A feast of modern art and design

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A feast of modern art and design

Design House Korea has opened the doors of the Hangaram Design Museum for the Hot Style Seoul Design Festival 2004. Design specialists from Italy, Sweden, Australia and China have shown up for this highly acclaimed annual event, which began Friday and runs until Sunday.
It’s a multicultural experience of stylish forms of modern art and design with the talent of rising and established designers such as Korea’s habitant and Sweden’s Thomas Bernstrand.
Sony’s special presentation combines a panoply of shapes and sounds. The first part of the exhibit has a large, wide screen Sony HDTV displaying the digital content done by habitant.
A thin walkway leads into a separate room. The lights have been turned down to create a dim atmosphere, and yet the colors and intensity of the presentation and design are overwhelming.
Habitant brings together high technical skill and colorfully accented creative ideas. The entire piece is an abstract expressive clip that creates a sensation of awe and bliss in those who choose to stay and observe this bizarre spectacle, a waltz of shades and hues with music composed by Dalparan.
Although the digital video is impressive, the traditional designers also have a lot to offer. In particular, a company known as ADRACKS caught my eye. Their approach can be summed up in one word: innovative.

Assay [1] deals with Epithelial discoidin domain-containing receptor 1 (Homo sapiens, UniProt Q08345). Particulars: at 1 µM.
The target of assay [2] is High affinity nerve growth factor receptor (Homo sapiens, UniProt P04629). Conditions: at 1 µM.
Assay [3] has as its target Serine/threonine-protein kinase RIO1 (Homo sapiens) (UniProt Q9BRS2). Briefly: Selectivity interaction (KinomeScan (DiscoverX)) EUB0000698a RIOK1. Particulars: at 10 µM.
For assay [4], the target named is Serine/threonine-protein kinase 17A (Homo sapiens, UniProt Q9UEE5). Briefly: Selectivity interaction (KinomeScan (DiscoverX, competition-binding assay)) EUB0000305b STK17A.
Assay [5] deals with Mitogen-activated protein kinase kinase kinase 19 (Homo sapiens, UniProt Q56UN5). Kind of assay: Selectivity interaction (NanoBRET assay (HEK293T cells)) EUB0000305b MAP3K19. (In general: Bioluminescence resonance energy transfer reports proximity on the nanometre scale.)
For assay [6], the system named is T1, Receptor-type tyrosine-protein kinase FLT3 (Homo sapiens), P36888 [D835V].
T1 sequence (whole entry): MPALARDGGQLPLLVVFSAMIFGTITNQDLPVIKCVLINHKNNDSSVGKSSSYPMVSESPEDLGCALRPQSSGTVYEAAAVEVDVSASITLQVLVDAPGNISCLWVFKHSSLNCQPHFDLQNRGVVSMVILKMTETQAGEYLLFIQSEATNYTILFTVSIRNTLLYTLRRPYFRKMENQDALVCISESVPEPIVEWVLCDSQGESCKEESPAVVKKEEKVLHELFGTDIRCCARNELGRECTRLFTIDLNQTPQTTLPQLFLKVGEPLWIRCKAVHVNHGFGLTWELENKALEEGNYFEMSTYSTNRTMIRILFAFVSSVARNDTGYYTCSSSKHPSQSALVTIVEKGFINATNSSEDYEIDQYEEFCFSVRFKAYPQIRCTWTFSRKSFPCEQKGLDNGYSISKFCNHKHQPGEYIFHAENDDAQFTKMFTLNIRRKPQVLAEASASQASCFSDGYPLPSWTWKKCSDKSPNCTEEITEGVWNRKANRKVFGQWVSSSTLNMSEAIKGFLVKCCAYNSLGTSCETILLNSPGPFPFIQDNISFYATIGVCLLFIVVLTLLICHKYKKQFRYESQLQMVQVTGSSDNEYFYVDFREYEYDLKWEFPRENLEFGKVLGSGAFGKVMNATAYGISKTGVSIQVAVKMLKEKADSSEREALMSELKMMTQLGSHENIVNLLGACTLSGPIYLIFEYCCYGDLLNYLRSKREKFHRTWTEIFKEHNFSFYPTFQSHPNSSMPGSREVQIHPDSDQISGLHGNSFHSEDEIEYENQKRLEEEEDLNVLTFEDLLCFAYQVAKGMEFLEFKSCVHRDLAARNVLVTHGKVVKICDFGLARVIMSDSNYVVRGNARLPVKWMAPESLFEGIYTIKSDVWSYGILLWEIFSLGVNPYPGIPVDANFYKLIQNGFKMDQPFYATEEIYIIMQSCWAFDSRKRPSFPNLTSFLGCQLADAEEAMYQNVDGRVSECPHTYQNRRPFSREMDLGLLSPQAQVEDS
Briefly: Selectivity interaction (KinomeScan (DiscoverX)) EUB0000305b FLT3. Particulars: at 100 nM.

ADRACKS truly understands how to use a simplistic scheme of design in their work. While aesthetically pleasing, it also has a distinctiveness and clarity unmatched by most other design firms in the nation.
If one stands back from the exhibit a bit and looks at their “ad rack,” one can see that they have arranged advertisements in such a way that their logo is drawn. I suppose this is meant to send some sort of subliminal message ― an underlying advertisement for ADRACKS. But in any case it is a brilliantly arranged piece of work.
These designs were part of the “Korean Style” section. “For most people, ‘Korean style’ conjures up images of traditional Korean designs. The designers in this festival have taken concepts from traditional designs and made them new. This is the future of Korean design,” says Kang Jin-hee, design gallery coordinator.
The Australian exhibit is, to say the least, colorful. In fact, the thematic name that the museum decided to give it is “emphasis on color.”
Indeed, to see a dazzling display of colorful ecstasy play across one’s eyes, the Australian exhibit is the place to be.
Italian designers, on the other hand, have taken a more sophisticated, practical approach. Delving into the field of interior design, their products are crisp and delightful, a joy to look at. So joyful, in fact, that I even had the temptation ― which of course I resisted ― to appropriate one of the chairs from the exhibit.
At the Swedish exhibit, one encounters a headless, limbless mannequin with huge breasts. A “humorous approach,” festival organizers call it. By its side was a projection of a man with a gigantic belly. It was quite humorous indeed.
The China section is small, but that is intentional. The exhibit is set up to be only an introduction, since next year’s Design Festival will emphasize Chinese designs.
Seoul Design Festival 2004 is recommended for all those who are interested in art or design. Products designed by the artists are on sale outside the exhibit, and Sony has an electronics booth set up.

by Ian Choe
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